Sunday, August 13, 2006

US ROK FTA - Pharma Compromise?

Depending who you talk to and how you read the tea leaves, a compromise is in store for the US objections to Korea's "positive list" scheme for prescription medications. Now based on some comments, there seems to be some confusion on what the "positive list" is and why the US objects to it. Let me explain it as I understand it (like most Korean regulations its difficult to know who knows less about them, the Korean government or the Korean press). 

Basically the KFDA (Korean Food and Drug Administration) will submit a list to the MHW (Ministry of Health and Welfare)  on what drugs are truly effective, and those are the only drugs the MHW will pay for as part of the national health care system. And its that simple. It does not mean (explicitly) that Korea will not pay for US drugs. It does not mean that Korea will be forced to buy high priced US drugs. It does not bar the importation of US drugs. The devil, as always, is how this tool will be used by Korean regulators.

To get at this better, I need to explain a hole in Korea IP law that allows generic drugs to proliferate. In Korea you cannot patent a molecule. The logic is any molecule is purely natural (no matter how unnatural the manufacturing process), and you cannot patent a naturally existing object. This means that for any drug to be patented in Korea, you need to patent the effect on person. To do so you need a lot of clinical documentation proving the drug has this effect. Thats the loophole. It is not a violation of Korean patent law to make or sell the drug in question as long as it is not sold for effect that drug has. This means a generic can enter the Korean health system if it can prove to KFDA that the drug has other medicinal effects not mentioned in the patent. (This is more common than you think, two famous drugs Viagra for ED and Rogaine for baldness both started their lives as blood pressure medications).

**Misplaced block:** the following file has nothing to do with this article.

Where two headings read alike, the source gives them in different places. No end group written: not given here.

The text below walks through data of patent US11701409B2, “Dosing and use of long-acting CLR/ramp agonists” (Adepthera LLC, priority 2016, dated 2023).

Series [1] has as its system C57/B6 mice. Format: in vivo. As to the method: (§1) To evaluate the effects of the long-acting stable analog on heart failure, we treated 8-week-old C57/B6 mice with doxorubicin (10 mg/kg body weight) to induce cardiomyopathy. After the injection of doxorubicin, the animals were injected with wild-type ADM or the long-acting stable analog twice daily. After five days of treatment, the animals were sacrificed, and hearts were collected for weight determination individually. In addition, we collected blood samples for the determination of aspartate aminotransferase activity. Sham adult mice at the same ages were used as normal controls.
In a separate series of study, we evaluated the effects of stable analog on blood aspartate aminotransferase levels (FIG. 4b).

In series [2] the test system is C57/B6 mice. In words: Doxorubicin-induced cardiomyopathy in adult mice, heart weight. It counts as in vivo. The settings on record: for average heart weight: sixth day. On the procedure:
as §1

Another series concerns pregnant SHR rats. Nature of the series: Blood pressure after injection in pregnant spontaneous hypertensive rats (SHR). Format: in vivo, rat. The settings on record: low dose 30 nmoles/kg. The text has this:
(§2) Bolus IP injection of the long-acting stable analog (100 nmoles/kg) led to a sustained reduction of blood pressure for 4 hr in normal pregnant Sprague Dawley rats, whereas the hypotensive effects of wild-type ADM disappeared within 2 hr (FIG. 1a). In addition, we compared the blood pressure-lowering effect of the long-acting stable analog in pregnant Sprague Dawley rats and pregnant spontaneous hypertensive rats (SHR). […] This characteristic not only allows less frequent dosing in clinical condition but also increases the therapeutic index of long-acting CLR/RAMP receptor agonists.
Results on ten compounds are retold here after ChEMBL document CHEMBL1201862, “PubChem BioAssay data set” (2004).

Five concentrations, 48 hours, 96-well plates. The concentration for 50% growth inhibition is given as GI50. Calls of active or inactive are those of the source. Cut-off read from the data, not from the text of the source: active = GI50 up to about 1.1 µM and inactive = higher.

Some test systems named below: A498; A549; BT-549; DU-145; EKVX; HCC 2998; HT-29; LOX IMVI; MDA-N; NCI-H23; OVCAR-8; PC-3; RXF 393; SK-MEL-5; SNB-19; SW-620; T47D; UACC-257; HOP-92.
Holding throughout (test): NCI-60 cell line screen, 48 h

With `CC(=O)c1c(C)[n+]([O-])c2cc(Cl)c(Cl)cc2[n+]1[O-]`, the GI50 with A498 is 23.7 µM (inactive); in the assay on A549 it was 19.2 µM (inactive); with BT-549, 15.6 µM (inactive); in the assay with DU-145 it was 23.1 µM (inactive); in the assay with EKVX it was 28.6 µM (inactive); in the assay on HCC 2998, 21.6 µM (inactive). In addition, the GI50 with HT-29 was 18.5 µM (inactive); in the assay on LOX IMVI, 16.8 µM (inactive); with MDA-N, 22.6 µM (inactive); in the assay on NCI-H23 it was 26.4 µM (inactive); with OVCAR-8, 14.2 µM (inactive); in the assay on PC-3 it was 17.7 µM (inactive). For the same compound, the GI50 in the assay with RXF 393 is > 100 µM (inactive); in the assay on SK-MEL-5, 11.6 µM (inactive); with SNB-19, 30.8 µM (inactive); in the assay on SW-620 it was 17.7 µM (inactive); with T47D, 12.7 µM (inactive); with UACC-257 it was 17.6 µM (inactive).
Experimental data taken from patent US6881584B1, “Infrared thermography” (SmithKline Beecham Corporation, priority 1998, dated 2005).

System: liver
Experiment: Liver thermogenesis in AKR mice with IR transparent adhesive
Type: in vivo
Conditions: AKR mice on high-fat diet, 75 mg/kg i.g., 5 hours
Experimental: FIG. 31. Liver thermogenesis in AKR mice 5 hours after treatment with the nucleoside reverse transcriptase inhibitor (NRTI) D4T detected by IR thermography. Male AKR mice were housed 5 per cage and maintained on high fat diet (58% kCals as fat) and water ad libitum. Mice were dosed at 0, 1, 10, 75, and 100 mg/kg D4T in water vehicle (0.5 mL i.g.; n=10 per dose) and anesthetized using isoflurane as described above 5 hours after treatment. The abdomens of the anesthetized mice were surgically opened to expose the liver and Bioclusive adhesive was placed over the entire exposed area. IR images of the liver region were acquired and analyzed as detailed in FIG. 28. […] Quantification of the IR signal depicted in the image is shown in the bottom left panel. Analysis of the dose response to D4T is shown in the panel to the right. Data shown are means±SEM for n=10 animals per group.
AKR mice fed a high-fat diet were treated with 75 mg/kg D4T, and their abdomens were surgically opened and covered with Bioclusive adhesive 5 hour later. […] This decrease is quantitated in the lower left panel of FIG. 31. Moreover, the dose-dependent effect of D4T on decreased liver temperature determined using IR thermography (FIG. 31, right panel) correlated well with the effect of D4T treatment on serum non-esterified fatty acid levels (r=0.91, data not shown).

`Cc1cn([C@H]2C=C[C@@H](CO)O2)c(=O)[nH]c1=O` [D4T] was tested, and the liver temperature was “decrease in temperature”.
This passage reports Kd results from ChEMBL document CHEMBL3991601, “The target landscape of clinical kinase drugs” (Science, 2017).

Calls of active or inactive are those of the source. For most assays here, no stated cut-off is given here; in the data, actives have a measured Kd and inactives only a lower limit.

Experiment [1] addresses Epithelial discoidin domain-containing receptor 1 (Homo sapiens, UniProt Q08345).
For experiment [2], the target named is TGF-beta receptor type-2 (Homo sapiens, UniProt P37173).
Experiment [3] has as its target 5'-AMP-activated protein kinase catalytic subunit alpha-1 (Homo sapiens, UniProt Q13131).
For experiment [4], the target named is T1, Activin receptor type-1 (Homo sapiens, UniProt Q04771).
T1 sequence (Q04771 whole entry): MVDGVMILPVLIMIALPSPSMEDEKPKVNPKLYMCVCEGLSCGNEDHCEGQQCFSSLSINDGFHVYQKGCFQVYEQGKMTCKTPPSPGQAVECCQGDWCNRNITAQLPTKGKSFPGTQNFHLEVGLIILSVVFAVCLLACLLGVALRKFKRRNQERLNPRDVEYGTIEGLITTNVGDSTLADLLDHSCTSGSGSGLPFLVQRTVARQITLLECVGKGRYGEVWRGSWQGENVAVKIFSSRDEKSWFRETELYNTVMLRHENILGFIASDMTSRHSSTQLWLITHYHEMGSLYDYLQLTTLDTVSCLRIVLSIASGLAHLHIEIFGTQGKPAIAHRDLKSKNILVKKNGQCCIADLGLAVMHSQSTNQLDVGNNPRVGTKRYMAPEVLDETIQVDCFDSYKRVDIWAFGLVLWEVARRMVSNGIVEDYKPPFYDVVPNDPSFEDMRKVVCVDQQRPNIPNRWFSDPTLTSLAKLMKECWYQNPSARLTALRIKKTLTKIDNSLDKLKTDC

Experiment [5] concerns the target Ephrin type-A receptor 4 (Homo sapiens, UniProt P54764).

Now legally in the context of the "positive list" system this is not much of loophole. For example US drug company XYZ Co. patents the drug Utopiax for depression in Korea. Now Kim Pharma Co. finds that Utopax is also good for the common cold (not mentioned in the patent data). They both get KFDA approval to sell the drug for there respective ailments. Now under the system (hopefully) the KFDA will say that XYZ Co's. Utopiax is an allowable treatment for depression while Kim Pharma's Utopiax generic is an allowable treatment for colds (because of the patent Kim's production cannot be sold for depression).

Now for the details and the US problems with the scheme. They mostly derive from Korea's history of barring or erecting barriers to foreign companies wanting to do business, both general and in the Pharma industry. It was only about 5 years ago that the KFDA quietly pushed a "buy Korea" plan  (note: PDF link) on doctors and pharmacists. With this in mind the following problems with the "positive list" system are derived:

1. The KFDA possibly denying inclusion of a US drug on the "positive list" is a de facto trade barrier to the US (the US firm can import, but limits market access). To put this another way, the fear is that the KFDA will include a less effective Korean drug as acceptable treatment out of economic nationalism. Such trade barriers are the antithesis of Free Trade Agreement.

2. Because of #1 a fear that Korean patients will not get access to best treatment possible (one reason the average Korean citizen should be concerned).